In profile: Jamshied Sharifi ’83, Tony Award winner
While MIT could be best-known for its Nobel reward champions and MacArthur “Geniuses,” on June 10, a Tony Award had been added to the mix, because of composer Jamshied Sharifi ’83, who orchestrated the music for the record-breaking Broadway struck “The Band’s see.”
Though he admits that some often see an MIT alumnus winning a Tony as “a little an oddity,” Sharifi additionally hopes that it will demonstrate “the breadth of the student human anatomy.”
“MIT folks master mathematics and science,” he observes, after just what will be the typical preconception, “but they’re often wide within their passions and abilities. Every time I come to MIT to take part in a music event I’m astonished within standard of musicianship, music cleverness, and enthusiasm.”
Sharifi credits composer David Yazbek, whom had written the rating to “The Band’s see,” with being his “overall music guru.”
“I think he blogged a score that perfectly straddles the worlds of Arabic songs and Broadway,” Sharifi claims, noting that, as orchestrator, he was responsible for arranging Yazbek’s songs for any ensemble, as he did at MIT and somewhere else.
Despite his demure mindset, Sharifi still sees why he was a good fit the project.
“As I had significant amounts of knowledge about center Eastern music,” he reasons, “it had been a all-natural fit, and also the devices found in the tv show had been and are usually intimately familiar for me.”
Nevertheless, Sharifi views it as “huge honor, both become nominated also to be chosen” and conveys appreciation the many who possess stood by and supported the show.
“Although it absolutely was obvious from nearly first that ‘The Band’s Visit’ experienced a lot of vital love,” observes, Sharifi “that doesn’t fundamentally translate into honors. Therefore, for tv show is therefore recognized, specifically for a unique, quiet, understated tv show like this one, is very nice. For me, well, it is still pretty unreal!”
Created in Topeka, Kansas, Sharifi had been subjected while very young up to a number of intercontinental music kinds and styles, through their American-born mom and Iranian-born parent.
“we was raised in Kansas City,” Sharifi explains, citing the birthplace of these legends as Charlie Parker, amount Basie, and Pat Metheny as his hometown. “I happened to be capable of finding great teachers plus community of musicians my age who had been contemplating jazz and improvised songs.”
Sharifi began using piano lessons with his keyboard-playing mom during the age 5 and then branched out into electric guitar and drums at 9 and added flute at 10.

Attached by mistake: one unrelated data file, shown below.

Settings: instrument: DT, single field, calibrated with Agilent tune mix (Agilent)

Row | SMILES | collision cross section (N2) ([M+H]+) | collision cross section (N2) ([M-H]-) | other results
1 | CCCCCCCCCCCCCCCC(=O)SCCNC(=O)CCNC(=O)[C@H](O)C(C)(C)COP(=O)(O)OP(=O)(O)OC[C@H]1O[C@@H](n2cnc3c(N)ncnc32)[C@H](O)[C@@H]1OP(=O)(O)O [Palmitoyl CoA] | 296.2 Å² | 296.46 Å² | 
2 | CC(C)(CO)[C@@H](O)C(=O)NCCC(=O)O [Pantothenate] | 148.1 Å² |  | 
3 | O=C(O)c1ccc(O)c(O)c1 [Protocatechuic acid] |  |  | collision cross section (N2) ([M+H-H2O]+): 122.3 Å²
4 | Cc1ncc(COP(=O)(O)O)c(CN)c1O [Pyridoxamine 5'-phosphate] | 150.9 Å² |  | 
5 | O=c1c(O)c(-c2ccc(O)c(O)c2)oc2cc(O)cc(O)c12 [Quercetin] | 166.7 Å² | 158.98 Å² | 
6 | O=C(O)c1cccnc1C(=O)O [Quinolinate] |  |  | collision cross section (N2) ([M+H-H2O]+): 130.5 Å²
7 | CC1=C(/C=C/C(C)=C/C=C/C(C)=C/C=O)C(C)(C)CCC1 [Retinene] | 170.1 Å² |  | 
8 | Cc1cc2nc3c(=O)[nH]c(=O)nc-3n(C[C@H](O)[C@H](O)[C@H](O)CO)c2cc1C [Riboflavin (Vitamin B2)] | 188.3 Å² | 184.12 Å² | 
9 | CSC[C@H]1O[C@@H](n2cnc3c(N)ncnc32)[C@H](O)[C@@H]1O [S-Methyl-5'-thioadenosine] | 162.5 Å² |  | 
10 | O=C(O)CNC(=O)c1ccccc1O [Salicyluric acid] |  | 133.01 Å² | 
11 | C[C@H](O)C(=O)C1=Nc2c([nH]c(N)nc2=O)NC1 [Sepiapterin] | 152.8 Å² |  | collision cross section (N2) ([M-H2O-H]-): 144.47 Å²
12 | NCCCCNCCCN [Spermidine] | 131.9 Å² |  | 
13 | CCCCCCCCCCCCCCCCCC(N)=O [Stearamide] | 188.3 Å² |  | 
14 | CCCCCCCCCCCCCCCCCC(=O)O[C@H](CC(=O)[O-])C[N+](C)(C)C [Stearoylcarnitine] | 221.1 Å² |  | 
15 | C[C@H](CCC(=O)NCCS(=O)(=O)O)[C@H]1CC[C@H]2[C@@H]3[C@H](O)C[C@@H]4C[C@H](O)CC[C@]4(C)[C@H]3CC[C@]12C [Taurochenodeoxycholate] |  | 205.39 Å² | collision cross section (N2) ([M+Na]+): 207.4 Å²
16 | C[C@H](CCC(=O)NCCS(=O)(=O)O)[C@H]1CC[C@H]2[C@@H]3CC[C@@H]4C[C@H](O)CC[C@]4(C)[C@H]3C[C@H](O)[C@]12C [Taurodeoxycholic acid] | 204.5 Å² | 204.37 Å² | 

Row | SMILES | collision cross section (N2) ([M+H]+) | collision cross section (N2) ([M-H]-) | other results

“She constantly encouraged me,” Sharifi states of their mom, “and in addition pressed me to learn other devices.”
His ever-expanding repertoire of devices have assisted Sharifi flourish in parts of songs industry, from creating to performing and scoring musicals and films.
From KC to MIT
As their daddy actually chemist (and also a “huge songs fan”), Sharifi was not just “jazz aware” but science mindful — and conscious, particularly, of a specific school in Massachusetts.
“MIT had been on my radar,” he recalls. “I don’t understand where we initially been aware of it, but it had been a popular place where one could get deeply into those subjects.”
Though he acknowledges to preferring songs to matriculation when he graduated from highschool, Sharifi deferred acceptance to MIT and did not enlist until he had been advised by high school buddy (and eventual fellow MIT pupil) Shlomo Vile ’83, ’84.
“Shlomo…had gone ahead,” Sharifi recalls, “and he emerged home that summer time and stated I had to go.”
Arts at Institute
While at MIT, Sharifi managed to go after their proclivities in both technology while the arts and came to see both as great strengths in the school. However, he maintains, the arts programs have actually continued to enhance since he graduated.
“The arts at MIT have become a much bigger part of university life since I was a student,” he keeps, “and i do believe presently there are numerous opportunities for pupils to locate imaginative expression than once I attended.”
During their time as a pupil, Sharifi became involved in the MIT Festival Jazz Ensemble and reached know its celebrated frontrunner Herb Pomeroy.